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Meditation Psalm 121

A song of ascents.

I lift up my eyes to the mountains –
    where does my help come from?
My help comes from the Lord,
    the Maker of heaven and earth.

He will not let your foot slip –
    he who watches over you will not slumber;
indeed, he who watches over Israel
    will neither slumber nor sleep.

The Lord watches over you –
    the Lord is your shade at your right hand;
the sun will not harm you by day,
    nor the moon by night.

The Lord will keep you from all harm –
    he will watch over your life;
the Lord will watch over your coming and going
    both now and for evermore.

(Ps. 121:1-8 NIV)

The key theme of this Psalm of assents is the theme of security. Six times the psalmist repeats the idea that the Lord keeps or watches over us and that he is our helper. God’s providence and protection covers our entire lives.

The Psalmist reminds his heart that the one who watches over the church, the one who is the maker of heaven and earth is also the Keeper of individuals who call on him for help.

v1-2 Who is our Keeper?
v3-4 How vigilant is our Keeper over us?
V5-6 How constant is our keeper
v7-8 What are the limits to our Keeper’s protection?

As the pilgrim made his journey to the temple he would look up and at a distance see the place where he would meet with God, and thoughts of being in God’s presence swelled his heart with the thought that God would protect them throughout their whole lives. God was not confined to the Temple, but he was providentially involved with all the day to day matters of their lives.
There is certainty in this Psalm about the source of their help. There is certainty in the assurance that help is available, and there is certainty that that help will know no limit.

As the worshipper approached Jerusalem, he would lift up his eyes to the hills surrounding Jerusalem. Perhaps as the tourists arrive in London and goes along to Buckingham Palace and lifts up their eyes, they rejoice because the royal standard is flying, they know that the Queen is in residence, and they hope perhaps that they might get a glimpse of the Queen. As the Psalmist looked to the Hills of Jerusalem he was reminded of the promise of God’s presence. It was an assurance of hope and security. His hope was not in man or in himself but in the Lord the maker of heaven and earth. There is significance in the lifting up of the eyes. When our focus is self centred, the soul tends to be downcast and discouraged. Look up and away to God – it is the Lord who is our keeper.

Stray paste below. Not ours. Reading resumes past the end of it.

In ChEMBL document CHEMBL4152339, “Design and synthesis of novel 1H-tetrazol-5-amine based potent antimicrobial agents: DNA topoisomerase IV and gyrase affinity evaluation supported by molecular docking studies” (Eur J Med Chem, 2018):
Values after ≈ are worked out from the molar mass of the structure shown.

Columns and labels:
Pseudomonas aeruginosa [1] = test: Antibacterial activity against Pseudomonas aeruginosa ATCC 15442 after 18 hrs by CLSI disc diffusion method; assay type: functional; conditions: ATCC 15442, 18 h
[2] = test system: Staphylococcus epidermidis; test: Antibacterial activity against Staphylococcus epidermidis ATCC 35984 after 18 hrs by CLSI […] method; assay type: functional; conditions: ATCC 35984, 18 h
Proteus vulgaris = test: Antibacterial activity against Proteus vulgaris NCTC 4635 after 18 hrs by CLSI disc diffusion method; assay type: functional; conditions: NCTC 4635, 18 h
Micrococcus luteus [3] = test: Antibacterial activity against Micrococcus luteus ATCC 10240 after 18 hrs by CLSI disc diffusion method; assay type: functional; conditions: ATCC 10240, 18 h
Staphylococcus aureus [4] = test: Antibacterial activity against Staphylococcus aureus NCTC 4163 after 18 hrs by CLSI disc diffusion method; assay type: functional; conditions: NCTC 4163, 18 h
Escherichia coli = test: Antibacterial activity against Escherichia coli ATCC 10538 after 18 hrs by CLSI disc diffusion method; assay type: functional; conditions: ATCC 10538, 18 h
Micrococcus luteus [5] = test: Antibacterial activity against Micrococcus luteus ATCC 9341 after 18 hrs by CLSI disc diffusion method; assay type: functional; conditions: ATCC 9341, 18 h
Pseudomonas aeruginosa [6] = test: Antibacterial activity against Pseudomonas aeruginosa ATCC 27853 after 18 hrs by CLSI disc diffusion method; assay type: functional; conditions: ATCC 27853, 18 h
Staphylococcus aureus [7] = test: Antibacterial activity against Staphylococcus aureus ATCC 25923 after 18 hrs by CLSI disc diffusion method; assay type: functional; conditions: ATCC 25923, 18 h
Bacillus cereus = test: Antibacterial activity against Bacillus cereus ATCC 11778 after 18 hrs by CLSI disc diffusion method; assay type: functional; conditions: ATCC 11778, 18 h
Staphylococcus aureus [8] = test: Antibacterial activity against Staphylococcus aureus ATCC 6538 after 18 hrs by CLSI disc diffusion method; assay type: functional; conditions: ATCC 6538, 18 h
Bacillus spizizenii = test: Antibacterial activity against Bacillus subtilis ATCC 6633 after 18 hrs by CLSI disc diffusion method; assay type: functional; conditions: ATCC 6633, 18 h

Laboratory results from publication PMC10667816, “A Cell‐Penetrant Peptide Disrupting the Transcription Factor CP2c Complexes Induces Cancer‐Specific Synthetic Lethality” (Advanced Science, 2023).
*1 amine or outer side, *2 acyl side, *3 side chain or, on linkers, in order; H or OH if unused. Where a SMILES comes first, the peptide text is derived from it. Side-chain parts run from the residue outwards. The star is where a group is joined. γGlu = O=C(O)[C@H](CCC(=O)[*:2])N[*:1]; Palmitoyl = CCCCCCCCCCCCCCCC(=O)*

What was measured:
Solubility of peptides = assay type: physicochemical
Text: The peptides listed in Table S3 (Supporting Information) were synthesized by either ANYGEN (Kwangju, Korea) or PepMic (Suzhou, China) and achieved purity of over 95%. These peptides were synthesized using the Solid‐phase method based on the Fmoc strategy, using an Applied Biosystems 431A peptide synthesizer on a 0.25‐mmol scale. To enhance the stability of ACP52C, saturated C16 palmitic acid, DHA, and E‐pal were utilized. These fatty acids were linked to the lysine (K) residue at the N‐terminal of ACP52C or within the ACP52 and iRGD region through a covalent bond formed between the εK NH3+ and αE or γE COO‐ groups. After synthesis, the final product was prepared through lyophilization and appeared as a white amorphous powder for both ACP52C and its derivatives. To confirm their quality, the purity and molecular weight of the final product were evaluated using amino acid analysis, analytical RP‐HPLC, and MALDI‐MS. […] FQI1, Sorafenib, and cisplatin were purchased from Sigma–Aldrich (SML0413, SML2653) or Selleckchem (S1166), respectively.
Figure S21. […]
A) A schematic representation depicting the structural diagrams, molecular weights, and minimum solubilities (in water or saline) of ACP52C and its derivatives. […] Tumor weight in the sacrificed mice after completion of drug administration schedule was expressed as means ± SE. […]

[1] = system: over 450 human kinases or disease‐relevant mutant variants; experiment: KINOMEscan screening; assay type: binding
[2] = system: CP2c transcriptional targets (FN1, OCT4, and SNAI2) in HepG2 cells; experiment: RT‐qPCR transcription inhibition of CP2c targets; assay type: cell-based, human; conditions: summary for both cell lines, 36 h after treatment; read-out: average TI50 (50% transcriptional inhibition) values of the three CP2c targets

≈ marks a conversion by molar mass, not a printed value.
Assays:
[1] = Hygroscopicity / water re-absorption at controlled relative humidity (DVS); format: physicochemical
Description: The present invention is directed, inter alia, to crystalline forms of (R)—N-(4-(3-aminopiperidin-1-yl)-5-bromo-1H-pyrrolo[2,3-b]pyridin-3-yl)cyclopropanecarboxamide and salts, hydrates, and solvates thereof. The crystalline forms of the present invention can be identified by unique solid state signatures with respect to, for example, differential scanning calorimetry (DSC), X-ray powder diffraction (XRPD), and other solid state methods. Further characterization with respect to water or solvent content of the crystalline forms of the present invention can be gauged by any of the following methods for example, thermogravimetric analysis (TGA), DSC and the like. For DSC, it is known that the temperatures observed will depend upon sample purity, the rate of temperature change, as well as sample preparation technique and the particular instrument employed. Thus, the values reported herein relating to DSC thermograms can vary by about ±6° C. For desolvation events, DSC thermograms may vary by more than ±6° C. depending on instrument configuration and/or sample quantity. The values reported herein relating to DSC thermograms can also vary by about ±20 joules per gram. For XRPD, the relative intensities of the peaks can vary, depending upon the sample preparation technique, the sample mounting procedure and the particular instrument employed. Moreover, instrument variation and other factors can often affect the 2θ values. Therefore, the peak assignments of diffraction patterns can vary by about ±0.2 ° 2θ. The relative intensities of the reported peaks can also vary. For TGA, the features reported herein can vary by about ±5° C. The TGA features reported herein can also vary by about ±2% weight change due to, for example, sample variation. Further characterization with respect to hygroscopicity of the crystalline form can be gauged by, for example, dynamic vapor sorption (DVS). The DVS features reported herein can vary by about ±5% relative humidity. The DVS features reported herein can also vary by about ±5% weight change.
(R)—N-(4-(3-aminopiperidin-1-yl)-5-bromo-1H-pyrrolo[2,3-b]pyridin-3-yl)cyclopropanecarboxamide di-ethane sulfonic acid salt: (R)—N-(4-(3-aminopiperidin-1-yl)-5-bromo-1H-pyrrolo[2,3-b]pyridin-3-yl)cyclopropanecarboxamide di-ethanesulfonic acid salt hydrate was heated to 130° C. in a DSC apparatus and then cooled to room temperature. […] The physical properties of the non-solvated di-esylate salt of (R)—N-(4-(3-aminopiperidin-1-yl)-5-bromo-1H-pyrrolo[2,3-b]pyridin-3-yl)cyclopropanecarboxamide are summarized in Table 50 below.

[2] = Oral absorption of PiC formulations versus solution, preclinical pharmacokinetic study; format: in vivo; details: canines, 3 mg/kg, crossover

As the worshippers made their way to Jerusalem, they passed by warlike people who worshipped other gods. But they were not gods, not real, but gods of man’s own construction, but the God of the worshippers is the constructor of heaven and earth.

Perhaps they were persuaded that the God of heaven was a great God, but they might still have the question ‘but will he help, will he be moved to watch over us and keep us?’

He will not let your foot slip; he will watch over you by day and by night. We tend to think of God looking after the big picture, steering the big plan of salvation, moving forward the progress of the church. And that is quite correct – God moves and operates to secure his decrees about salvation and the church, but part of those great plans are the multitude of detailed plans, that God will supervise – even the supervision of where we place our foot. This is a picture that the Psalmist uses to reassure us that God is personal and personally involved, right down to the tiniest detail of our lives.

The Lord watches over you –
    the Lord is your shade at your right hand;

Psalm 121:5 (NIV)

Those who live in lands where the heat is constant would understand the imagery of God being the shade from the burning rays of the sun. It just means that no experience or occurrence will come our way that is not permitted by God.

Is there a limit to God’s keeping power? No, it is not restricted in power nor restricted by time. It begins now and extends forever.

The Lord keeps us from all harm. When we think of Joseph being sold by his brothers into slavery his brothers intended it for harm and on the face of it, it looked like harm and Joseph could have asked, ‘Why is this happening? You promised to keep me from all harm.’ Joseph realised that the brothers intended it for harm, but the Lord intended it for good. So, what may seem like harm to us, in the providence of God is intended for our good. In all our journeys, in the paths that we take, the Lord will watch over us, now and forevermore. Nothing will come our way to harm us, and if it currently seems that we have been harmed we need to wait a little longer to see what God has intended.

Prayer
Father we thank You for Your care over our lives. We sometimes feel we have been harmed, but help us to see that even when it feels like harm, You are working out Your perfect will in our lives. We thank You that You watch over us both day and night. Lord keep us on the straight and narrow path, hold us upright when we’re too tired to walk unaided, keep us in Your way for Christ our Saviour’s sake. Amen.